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Home / Business / WeWork CEO Adam Neumann expected to step down

WeWork CEO Adam Neumann expected to step down



WeWork co-founder and CEO

Adam Neumann

is expected to resign after the company's long-awaited public offering was derailed, revealing a remarkably rapid fall from grace of the leader of one of the country's most valuable startups.

Mr. Neumann and the company's advisors have agreed that the best way forward for the start-up of office sharing is to give up on the CEO, said people familiar with the matter. He is expected to remain no leader of We Co., as the company is officially known.

An announcement about the move could come as soon as today, the people said, provided the decision is not reversed at the last minute.

Mr. Neumann's position in the company was tough after we delayed a stock exchange listing earlier this month, amid concerns from potential investors about management and the ability to turn large losses. That skepticism has led to significant pressure in the company's expected valuation, which has fallen from $ 47 billion earlier this year to as low as $ 1

5 billion.

Mr. Neumann will give majority control of We, with voting shares reduced to 3-to-1 from 10-to-1, the people said.

The company plans to name two internal managers as CEOs:

Artie Minson,

currently the company's chief financial officer, and

Sebastian Gunningham,

a veteran of

Amazon.com
Inc.,

a person familiar with the decision said.

Further emphasized his position: eccentric behavior detailed in a Wall Street Journal article last week, including a party-heavy lifestyle that included marijuana use in a plane and unpredictable management decisions.

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Mr. Neumann has been in meetings with

JPMorgan

Chase & Co. CEO

James Dimon

at the bank's headquarters this week and met separately with the WeWork director

Bruce Dunlevie

Sunday to discuss his fate, the people said.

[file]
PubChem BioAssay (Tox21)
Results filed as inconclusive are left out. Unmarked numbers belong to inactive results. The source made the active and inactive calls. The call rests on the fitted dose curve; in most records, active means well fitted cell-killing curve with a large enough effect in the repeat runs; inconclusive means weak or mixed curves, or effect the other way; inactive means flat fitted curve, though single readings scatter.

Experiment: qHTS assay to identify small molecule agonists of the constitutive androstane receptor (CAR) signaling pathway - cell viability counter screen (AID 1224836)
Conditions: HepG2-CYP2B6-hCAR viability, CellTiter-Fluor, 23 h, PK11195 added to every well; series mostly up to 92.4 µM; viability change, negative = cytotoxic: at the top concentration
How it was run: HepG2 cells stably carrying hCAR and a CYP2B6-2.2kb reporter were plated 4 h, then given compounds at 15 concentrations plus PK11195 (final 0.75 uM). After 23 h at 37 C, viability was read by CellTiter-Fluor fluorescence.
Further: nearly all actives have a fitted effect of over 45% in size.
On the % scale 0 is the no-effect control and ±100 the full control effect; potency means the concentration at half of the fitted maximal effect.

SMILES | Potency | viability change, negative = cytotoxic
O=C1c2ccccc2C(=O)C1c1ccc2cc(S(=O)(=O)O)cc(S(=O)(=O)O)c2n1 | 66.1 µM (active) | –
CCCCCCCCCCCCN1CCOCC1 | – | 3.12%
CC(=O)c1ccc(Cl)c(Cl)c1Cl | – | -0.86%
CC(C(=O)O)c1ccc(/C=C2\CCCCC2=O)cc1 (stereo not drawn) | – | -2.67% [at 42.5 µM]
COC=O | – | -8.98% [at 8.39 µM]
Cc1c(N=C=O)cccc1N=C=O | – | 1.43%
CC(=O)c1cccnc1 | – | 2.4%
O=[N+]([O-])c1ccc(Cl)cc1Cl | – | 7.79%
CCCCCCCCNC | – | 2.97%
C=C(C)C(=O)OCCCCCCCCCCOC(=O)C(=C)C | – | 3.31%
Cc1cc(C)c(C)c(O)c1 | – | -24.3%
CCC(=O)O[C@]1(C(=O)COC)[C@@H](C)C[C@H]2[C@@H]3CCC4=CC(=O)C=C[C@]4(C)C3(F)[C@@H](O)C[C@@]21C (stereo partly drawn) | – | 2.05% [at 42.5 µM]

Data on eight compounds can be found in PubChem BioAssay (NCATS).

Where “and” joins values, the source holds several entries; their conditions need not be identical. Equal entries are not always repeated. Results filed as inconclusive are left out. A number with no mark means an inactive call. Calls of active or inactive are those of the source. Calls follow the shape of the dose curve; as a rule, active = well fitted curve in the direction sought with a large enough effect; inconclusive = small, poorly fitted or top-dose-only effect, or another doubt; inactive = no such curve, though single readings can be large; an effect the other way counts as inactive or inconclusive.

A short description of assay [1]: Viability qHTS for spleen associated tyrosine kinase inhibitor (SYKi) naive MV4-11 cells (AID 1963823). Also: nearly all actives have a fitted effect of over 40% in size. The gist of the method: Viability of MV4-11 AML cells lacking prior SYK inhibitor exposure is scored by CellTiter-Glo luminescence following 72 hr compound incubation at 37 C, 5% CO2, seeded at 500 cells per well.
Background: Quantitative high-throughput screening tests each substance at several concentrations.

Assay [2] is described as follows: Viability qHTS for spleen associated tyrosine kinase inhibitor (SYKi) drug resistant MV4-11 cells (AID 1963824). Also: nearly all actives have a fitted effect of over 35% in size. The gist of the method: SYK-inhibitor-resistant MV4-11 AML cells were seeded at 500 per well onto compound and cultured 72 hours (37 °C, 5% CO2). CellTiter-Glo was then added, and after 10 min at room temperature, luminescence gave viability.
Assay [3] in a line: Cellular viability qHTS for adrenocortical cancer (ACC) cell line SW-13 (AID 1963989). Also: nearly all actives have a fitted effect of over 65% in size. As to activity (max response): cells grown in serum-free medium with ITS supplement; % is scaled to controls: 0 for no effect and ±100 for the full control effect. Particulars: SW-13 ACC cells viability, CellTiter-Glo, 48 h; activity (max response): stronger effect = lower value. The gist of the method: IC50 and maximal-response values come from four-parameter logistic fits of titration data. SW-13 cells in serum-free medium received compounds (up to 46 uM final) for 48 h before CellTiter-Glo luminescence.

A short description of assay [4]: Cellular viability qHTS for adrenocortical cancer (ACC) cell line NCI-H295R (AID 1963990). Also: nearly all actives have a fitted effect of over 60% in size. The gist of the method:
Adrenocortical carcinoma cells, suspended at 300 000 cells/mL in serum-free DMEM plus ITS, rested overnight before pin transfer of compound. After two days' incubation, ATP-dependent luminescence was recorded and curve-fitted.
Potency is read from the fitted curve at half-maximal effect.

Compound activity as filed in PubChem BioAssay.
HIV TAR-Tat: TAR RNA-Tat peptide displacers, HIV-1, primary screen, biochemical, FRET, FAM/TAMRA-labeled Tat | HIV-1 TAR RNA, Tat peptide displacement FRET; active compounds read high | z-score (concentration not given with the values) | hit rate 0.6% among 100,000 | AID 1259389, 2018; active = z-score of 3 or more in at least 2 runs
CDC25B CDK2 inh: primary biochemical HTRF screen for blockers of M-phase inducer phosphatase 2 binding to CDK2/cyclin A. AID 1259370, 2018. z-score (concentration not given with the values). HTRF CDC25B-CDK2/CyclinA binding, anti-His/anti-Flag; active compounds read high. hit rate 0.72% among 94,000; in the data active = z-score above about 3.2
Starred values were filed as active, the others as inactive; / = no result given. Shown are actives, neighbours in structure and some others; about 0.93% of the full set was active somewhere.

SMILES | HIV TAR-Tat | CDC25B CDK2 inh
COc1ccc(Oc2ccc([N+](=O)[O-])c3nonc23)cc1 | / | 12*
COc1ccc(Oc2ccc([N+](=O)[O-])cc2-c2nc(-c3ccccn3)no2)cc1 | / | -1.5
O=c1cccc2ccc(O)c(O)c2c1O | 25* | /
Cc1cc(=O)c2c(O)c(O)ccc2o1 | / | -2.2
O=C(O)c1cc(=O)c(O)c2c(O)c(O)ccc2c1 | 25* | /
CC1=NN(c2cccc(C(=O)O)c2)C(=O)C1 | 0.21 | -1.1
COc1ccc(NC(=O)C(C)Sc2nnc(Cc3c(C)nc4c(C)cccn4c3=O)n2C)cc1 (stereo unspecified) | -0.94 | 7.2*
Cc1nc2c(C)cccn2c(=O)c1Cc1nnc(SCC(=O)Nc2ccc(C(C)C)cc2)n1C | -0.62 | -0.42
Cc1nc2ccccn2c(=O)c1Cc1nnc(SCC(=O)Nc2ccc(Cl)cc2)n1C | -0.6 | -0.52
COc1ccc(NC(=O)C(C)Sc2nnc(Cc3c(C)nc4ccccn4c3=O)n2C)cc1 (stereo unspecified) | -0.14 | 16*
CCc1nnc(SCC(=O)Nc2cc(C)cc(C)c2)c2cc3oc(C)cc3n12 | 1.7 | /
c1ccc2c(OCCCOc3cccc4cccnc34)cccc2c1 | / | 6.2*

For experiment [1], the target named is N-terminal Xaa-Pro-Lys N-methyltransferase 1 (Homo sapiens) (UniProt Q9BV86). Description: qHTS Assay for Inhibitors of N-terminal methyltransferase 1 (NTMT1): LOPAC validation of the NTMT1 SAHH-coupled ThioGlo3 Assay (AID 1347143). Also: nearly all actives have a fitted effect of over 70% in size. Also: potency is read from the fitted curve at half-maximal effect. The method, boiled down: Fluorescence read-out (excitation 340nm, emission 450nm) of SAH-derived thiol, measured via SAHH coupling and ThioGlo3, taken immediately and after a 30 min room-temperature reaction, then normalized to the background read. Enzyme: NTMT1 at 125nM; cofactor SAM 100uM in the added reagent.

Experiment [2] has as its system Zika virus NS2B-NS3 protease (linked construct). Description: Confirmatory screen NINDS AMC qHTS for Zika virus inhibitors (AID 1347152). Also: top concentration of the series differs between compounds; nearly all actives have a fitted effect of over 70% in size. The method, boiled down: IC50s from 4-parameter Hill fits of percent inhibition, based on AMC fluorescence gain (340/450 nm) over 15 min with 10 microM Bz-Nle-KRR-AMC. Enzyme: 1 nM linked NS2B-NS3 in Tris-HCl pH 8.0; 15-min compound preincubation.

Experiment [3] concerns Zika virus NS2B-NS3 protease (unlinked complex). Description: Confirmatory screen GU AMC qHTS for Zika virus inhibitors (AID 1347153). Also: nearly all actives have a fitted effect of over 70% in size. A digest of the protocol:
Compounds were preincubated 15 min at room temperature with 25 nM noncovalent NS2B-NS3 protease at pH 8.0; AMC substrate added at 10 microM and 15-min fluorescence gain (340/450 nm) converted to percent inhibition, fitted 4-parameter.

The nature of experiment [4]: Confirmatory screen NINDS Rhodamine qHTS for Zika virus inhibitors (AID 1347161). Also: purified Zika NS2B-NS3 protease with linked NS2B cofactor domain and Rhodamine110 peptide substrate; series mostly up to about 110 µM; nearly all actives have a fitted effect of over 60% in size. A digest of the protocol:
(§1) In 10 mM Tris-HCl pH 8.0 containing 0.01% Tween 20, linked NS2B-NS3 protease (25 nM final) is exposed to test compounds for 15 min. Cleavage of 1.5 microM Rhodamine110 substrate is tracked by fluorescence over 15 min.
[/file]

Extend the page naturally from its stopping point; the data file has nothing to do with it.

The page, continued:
JPMorgan is the Wall Street firm closest to We, as WeWork parents are officially known, and serves as an investor, lead author of the planned IPO and as a lender to the company and Mr. Neumann personally. Dunlevie is a general partner for the venture capital firm Benchmark, the second largest shareholder outside.

The situation is delicate because Neumann controls the nine-year-old company and its board, which he can briefly dismiss if he wishes.

But pressure on Neumann from

SoftBank Group
Corp

seems to have marked a major turning point. The Japanese technology conglomerate is among those pushing for its extinction, the magazine first reported Sunday. In addition to being Weâ & # x20AC; & # x2122; s largest shareholder, SoftBank has an influence through its willingness to pump much-needed cash to the company. SoftBank was expected to contribute as much as a third of its $ 3 billion revenue. Without support, there would have been few other places for We to look for the billions of dollars it needs to continue to grow at its current pace.

The change in the tune from SoftBank and others was also surprising because existing investors have long known about some of the concerns raised in recent weeks. Our board approved agreements between the company and Mr. Neumann as the leases with his properties, as well as other eyebrow-traveling big ticket items like the more than $ 60 million private jet used by Mr. Neumann, people familiar with the matter have said. His love for tequila and partying has long been well known.

It has been a quick event ability for Mr. Neumann and We, who just over a month ago was the country's most valuable startup with high hopes for a successful public offering. But just after the filing of the stock exchange listing was revealed in mid-August, criticism and concerns began to gather.

Potential investors appreciated the company's previous valuation of $ 47 billion as they focused on losses totaling more than $ 1.6 billion last year and a long list of unusual agreements between Mr. Neumann and the company. We reduced the estimated valuation by about two-thirds and deleted $ 30 billion or more.

The key to the valuation decline was a view of many potential investors that we were a rapidly growing office rental company with large losses, rather than the technology-like "physical social network" that Mr. Neumann had long considered. We rent out office space in the long term, renovate it to make it hip and welcoming, and rent it out in the short term.

The fate of the IPO remains to be seen. The company said when it was postponed that the offer would take place by year-end, but people familiar with the matter now say that with a new CEO coming in, a further delay may be necessary.

The We Co. & # 39; s rapid expansion and flexible business model has helped it stay out of the competition. But some investors say the public offering may not be worth the risk. Here's why. Photo: David & # 39; Dee & # 39; Delgado / Bloomberg

Write to Eliot Brown at eliot.brown@wsj.com, Dana Cimilluca at dana.cimilluca@wsj.com, David Benoit at david.benoit@wsj.com and Maureen Farrell at maureen.farrell@wsj. com

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